Director: Tim Miller
Cast: Ryan Reynolds, Morena Baccarin, Ed Skrein, T.J. Miller, Yorick Van Wageningen, Gina Carano, Brianna Hildebrand
Runtime: 1 hr 49 mins
Rating: M18 (Sexual Scenes and Violence)
Released By: 20th Century Fox
Official Website: https://www.facebook.com/DeadpoolMovie
Opening Day: 11 February 2016
Synopsis: Based upon Marvel Comics’ most unconventional anti-hero, DEADPOOL tells the origin story of former Special Forces operative turned mercenary Wade Wilson, who after being subjected to a rogue experiment that leaves him with accelerated healing powers, adopts the alter ego Deadpool. Armed with his new abilities and a dark, twisted sense of humor, Deadpool hunts down the man who nearly destroyed his life.
We don’t know about you, but we are certainly getting a little burned out from the deluge of superhero/ comic-book heroes making their way to the big screen, so much so that we can’t quite say that we are looking forward to ‘Captain America: Civil War’ like we did ‘The Avengers’ four years ago. That is precisely the audience mentality that ‘Deadpool’ is counting on, positioning itself as the very antithesis of a standard-issue product from the Marvel Cinematic Universe factory line by being ultra-violent, hyper self-aware and very, very much irreverent. Yet, ironical as it may seem, this big-screen showcase of Marvel’s own anti-hero turns out to be just the right panacea for the genre fatigue we’ve been experiencing – and we’re not ashamed to say that it is probably the most fun we’ve had in such a movie in a very long time.
In case anyone is under any illusion what sort of movie this is, the faux-opening credits unfolding like a three-dimensional version of the double-page spread of a comic book should set those doubts at ease. Rather than the individual actors involved in this meta-enterprise, the credits simply list ‘God’s Perfect Idiot’, ‘A Hot Chick’, ‘A British Villain’, ‘A Moody Teen’, ‘A Gratuitous Cameo’, while identifying the writers as ‘The Real Heroes Here’ and dismissing its director as ‘An Overpaid Tool’. With such an attitude, is it any surprise that Deadpool flagrantly breaks the fourth wall and starts addressing us directly, often breaking it yet again by referring to what he had just done in what he calls ‘a fourth-wall break inside a fourth-wall break’? Is it any surprise too that Deadpool is utterly and absolutely nihilistic in nature, making no qualms about tea-bagging a villain, cutting off his own hand to free himself (it grows back, by the way) or taunting his bloodied foe crawling on the surface of an ice rink while on a resurfacer?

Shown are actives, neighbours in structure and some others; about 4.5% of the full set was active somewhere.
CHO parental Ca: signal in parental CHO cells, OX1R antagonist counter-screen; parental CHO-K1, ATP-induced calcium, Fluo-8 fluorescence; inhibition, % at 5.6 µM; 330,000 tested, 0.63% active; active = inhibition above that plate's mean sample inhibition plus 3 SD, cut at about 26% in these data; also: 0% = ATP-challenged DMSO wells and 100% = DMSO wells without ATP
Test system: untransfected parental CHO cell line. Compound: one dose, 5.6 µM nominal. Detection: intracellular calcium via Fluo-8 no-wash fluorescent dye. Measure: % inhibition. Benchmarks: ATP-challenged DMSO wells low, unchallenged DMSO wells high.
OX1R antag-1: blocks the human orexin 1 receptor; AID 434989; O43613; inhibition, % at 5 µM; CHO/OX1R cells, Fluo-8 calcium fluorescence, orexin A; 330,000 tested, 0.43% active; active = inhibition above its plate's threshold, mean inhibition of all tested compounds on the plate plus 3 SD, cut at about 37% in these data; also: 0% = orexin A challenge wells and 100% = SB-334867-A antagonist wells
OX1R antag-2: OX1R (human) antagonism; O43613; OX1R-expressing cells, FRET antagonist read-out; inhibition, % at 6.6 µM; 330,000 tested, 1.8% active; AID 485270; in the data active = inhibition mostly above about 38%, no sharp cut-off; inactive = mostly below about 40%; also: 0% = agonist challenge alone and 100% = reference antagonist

The actor under the red-and-black spandex is none other than Ryan Reynolds, emerging from a string of superhero flops (duly acknowledged) to deliver the performance of his career. Oh yes, Reynolds is clearly having the screen time of his life to date narrating as much as starring in this origin story, which begins near the end and follows a zig-zagging flashback structure to fill in the blanks just how his character ended up looking like ‘an avocado had sex with an older avocado’. Without going into the details, that journey from wise-cracking charismatic rogue to ‘ugly as f**k’ superhero will see the former Special Forces operative Wade Wilson find the love of his life in a similarly twisted kindred spirit named Vanessa (Morena Baccarin), discover that he has late-stage cancer, and make the mistake of submitting himself to the experimentation of a sadistic scientist in the hopes of a miracle cure.